Putin, a 67-year-old former KGB office, has led Russia for more than 20 years — the longest since the Soviet leader Joseph Stalin. According to the Russian Constitution, he will have to step down in 2024, having served two consecutive terms.
The bill submitted to parliament empowers the State Council to "determine the main directions of home and foreign policy," its specific authority yet to be spelled in a separate law.
It gives the parliament more say over Cabinet ministers' appointment, but emphasizes that the president should retain the power to dismiss the prime minister and Cabinet ministers and remain in charge of the Russian military and law enforcement agencies.
Commentators see these proposals as a strategy for Putin to stay in charge by becoming the head of the State Council.
The draft also modifies the constitution to limit a president to two terms altogether, unlike the current version containing a limit of two consecutive terms.
The second reading of the bill is scheduled for Feb. 11. Lawmakers and the working group created by Putin have already come up with a variety of proposals in addition to what the draft law outlines.
Putin said that the constitutional changes need to be approved by the entire nation, but it remains unclear how such a vote would be organized.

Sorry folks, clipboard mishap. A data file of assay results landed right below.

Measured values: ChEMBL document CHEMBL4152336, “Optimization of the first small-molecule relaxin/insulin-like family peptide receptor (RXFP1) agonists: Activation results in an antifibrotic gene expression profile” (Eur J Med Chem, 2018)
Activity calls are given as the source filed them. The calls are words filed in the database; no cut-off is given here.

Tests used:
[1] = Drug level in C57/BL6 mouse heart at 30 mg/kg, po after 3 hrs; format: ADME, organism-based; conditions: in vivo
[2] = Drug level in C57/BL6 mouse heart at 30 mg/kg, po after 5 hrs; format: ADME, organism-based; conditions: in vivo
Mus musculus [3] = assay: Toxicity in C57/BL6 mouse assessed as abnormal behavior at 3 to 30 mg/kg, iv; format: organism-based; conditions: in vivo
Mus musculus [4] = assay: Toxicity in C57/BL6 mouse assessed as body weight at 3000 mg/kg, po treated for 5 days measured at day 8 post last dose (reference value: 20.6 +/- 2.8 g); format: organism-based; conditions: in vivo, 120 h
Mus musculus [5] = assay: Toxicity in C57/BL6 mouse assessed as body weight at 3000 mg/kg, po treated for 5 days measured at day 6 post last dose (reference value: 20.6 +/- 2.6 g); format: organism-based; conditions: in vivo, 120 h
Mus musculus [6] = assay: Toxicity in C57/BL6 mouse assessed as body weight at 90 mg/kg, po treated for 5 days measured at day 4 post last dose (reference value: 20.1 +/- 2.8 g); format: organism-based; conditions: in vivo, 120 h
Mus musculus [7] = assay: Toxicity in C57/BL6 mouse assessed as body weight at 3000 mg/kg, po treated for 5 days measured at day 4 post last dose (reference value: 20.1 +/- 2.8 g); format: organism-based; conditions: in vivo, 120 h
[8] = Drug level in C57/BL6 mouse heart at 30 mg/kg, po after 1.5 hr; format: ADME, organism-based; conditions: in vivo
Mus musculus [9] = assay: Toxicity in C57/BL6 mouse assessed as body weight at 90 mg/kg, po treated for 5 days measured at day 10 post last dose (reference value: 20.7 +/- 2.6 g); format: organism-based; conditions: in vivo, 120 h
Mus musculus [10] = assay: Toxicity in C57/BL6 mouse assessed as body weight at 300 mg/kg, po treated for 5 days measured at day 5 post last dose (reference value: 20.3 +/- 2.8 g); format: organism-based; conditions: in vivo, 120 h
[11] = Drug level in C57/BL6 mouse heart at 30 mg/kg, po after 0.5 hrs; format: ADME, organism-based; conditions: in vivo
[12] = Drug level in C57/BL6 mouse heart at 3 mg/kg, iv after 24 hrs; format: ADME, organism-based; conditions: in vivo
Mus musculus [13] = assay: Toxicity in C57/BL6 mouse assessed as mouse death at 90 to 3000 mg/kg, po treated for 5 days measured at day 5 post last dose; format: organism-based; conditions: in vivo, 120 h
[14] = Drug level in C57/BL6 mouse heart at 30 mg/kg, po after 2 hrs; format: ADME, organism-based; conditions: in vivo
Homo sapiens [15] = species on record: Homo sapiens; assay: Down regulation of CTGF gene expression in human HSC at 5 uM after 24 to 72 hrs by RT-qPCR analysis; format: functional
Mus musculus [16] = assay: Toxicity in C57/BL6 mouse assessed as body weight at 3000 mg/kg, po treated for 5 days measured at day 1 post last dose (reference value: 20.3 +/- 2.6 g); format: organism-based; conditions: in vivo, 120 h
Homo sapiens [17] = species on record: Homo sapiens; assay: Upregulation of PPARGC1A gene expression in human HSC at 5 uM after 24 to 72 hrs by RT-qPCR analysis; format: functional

Russian opposition members condemned the reform as a "constitutional coup" and called for a rally against it on Feb. 29.
Three more people have died as a result of a fierce storm that has battered Spain for the past three days, authorities said Wednesday, raising the death toll to seven.
Fears increased that heavy rains expected later Wednesday could lead to several swollen rivers breaking their banks, among them the Onyar river that flows through the northeastern city of Gerona .
The body of a missing man was found Wednesday in a flooded area near the town of Callosa, in southeastern Spain, the local Valencia regional government said.
It added that a woman was killed when her apartment building partially collapsed in the town of Alcoy, following heavy rains.
In the southeastern town of Nijar, a farmer was found dead in a plastic greenhouse that had been hit by a hail storm, according to the private Spanish news agency Europa Press.
Four other people died between Sunday and Tuesday.
Searches continued for several missing people.
Since Sunday, the storm has hit mostly eastern areas of Spain with hail, heavy snow and high winds, while huge waves smashed into towns on the Mediterranean coast and the nearby islands of Mallorca and Menorca.
Weather forecasts said the worst of the storm had passed by Wednesday.
Transport authorities said the bad weather forced the closure of more than 200 roads. Schools canceled classes for more than 5,700 pupils.
Officials in Barcelona said the city's beaches lost much of their sand due to the high, powerful surf.
Rubén del Campo, spokesman for national weather service AEMET, said he expected that once all data was collected the storm will have been one of the strongest on record. Some areas saw their heaviest rainfall in more than 70 years.